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Landslide victims still live in deplorable camp 22 years on

By Fred Kibor | Dec 29th 2019 | 3 min read
Part of the houses built for the 1997 El-nino victims in Elgeyo Marakwet. About 400 families have been living at the camp for over 22 years after the government failed to resettle them. [Fred Kibor/Standard]

Over 400 families in Elgeyo Marakwet have spent two decades at a campsite after being displaced from their homes by a landslide.

During the 1997 El nino rains, Kabawa village in the Elgeyo escarpment was swept away, leaving at least 10 people dead and dozens injured.

Hundreds of livestock and other property were buried in the deluge as the raging waters wreaked havoc.

The government, to avert more deaths, evacuated survivors and resettled them at Kimoron in Keiyo South Sub-county along the edge of Tingwa Forest.

And now, the campsite is steadily turning into a shanty village due to population explosion. The victims feel neglected by the government even as they grapple for basic sanitation.

“In the 1997 El Nino rains, people, livestock and other property were swept down the escarpment by massive landslides. Since then we have been squatting here, wallowing in poverty and the government has failed to resettle us elsewhere,” said the victims’ chairman, Samuel Kemkem.

He said after the tragedy, 78 families were evacuated but they have since increased to about 400, huddled in the small camp.

In memory of the devastating rains, the survivors renamed the settlement ‘El Nino campsite’ to serve as a constant reminder of the misery they went through.

 “We feel abandoned by the government, more than two decades after the tragedy that left us poor. Successive governments have failed to resettle us and our lives are getting unpredictable by the day. We now depend on causal jobs to fend for ourselves,” said Mr Kemkem.

At the camp, the residents grapple with crowded space and deplorable living conditions.

Families are huddled in tiny rooms in wooden houses that are steadily wasting away, some already caving in. Latrines are overflowing and locals fear an outbreak of waterborne diseases.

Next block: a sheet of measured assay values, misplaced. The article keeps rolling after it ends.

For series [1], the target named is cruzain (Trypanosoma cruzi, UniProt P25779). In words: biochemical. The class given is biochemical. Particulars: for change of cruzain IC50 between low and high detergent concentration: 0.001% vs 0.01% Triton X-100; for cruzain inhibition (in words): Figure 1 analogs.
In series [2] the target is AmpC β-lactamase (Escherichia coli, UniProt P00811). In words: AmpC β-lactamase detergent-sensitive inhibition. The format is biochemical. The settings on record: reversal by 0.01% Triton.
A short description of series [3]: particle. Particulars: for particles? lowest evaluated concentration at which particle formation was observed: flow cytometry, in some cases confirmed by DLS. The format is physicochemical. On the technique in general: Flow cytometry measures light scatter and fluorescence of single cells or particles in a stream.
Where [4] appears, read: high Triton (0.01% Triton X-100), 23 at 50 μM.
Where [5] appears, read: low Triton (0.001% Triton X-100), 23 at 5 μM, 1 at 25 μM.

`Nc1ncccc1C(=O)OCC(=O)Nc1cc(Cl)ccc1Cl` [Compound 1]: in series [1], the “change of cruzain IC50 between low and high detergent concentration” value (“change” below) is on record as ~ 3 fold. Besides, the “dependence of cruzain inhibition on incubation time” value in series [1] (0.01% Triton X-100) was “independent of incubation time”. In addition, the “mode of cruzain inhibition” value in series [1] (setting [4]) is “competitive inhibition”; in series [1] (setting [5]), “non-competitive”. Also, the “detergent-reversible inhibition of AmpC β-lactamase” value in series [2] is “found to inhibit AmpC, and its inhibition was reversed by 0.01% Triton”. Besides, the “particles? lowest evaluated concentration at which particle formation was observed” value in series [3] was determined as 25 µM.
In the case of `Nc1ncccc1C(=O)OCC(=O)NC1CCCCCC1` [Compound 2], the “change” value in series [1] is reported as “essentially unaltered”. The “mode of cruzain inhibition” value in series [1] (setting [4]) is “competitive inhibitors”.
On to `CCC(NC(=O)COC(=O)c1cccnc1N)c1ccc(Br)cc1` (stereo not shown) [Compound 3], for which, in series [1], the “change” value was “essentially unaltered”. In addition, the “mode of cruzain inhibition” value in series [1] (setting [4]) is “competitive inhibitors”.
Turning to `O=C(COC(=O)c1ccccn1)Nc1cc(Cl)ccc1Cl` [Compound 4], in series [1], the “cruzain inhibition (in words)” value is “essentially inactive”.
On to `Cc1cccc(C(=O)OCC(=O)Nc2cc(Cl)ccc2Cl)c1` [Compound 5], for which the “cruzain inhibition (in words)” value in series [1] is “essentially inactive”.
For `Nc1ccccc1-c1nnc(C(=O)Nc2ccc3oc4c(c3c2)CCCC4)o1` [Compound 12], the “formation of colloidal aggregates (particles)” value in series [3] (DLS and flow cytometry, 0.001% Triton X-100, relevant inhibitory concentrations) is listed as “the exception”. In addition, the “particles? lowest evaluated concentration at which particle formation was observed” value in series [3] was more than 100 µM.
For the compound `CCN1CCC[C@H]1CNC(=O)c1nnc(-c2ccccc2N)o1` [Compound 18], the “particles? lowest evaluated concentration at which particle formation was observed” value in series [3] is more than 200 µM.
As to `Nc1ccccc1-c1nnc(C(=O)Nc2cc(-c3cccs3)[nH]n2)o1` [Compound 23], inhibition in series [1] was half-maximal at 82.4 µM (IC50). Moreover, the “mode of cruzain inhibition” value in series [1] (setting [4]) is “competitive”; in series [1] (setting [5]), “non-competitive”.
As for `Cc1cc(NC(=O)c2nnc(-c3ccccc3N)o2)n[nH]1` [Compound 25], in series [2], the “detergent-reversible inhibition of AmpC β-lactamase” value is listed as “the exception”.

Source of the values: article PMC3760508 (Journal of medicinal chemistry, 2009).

Humanitarian crisis

El Nino campsite village elder Abraham Kiprop said the wooden structures might collapse any time because they were built 22 years ago.

“As you can see, a humanitarian crisis is looming and we cannot expand the campsite because it is in a gazzeted forest land where any development has to be sanctioned by the Kenya Forest Service (KFS). We are appealing for urgent relocation,” said Mr Kiprop.

He said they had asked the government to take their plots in Kerio Valley in a land exchange programme.

The locals showed us a dozen letters they have written to the government in a land transfer programme where the State would take parcels declared unsafe in exchange for safer ground of equal size.

“The recent rains have brought great loss of property and lives due to steep gradient of their land. I have visited their land several times and appreciate their problem,” reads one of the letters written in 2005 by then District Commissioner SM Mwadime to the Lands and Natural Resources PS.

The administrator, in the letter dated March 5, 2005, said, “They would wish that they be compensated for land and that the acreage be as what they have surrendered.”

Subsequent administrators have also written to the government for resettlement of the survivors to no avail.

Jelagat Kibet, a resident, said the campsite has been their home since and their children do not know their original homeland.

“When the tragedy struck, government administrators assessed our Kabawa village and advised that we relocate. It is now two decades and it seems the government forgot about us. We are now sitting here waiting for another tragedy,” said the mother of three.

Ms Jelagat said they have been asking the government to honour its pledge to resettle them but nothing has been done since then.

“We don’t have space even to conduct income-generating activities, thus adding more misery to our lives,” she said.

Elgeyo Marakwet Environment executive Abraham Barsosio said the victims have been left on their own even after agreeing to forfeit their ancestral homes.

“If the government had implemented the land exchange programme, this people would have since been resettled. The population is steadily rising and it will precipitate into a humanitarian crisis if a permanent solution is not found urgently,” said Barsosio.

Elgeyo Marakwet County Commissioner Ahmed Omar said he will follow up the matter since it had not been brought to his attention.

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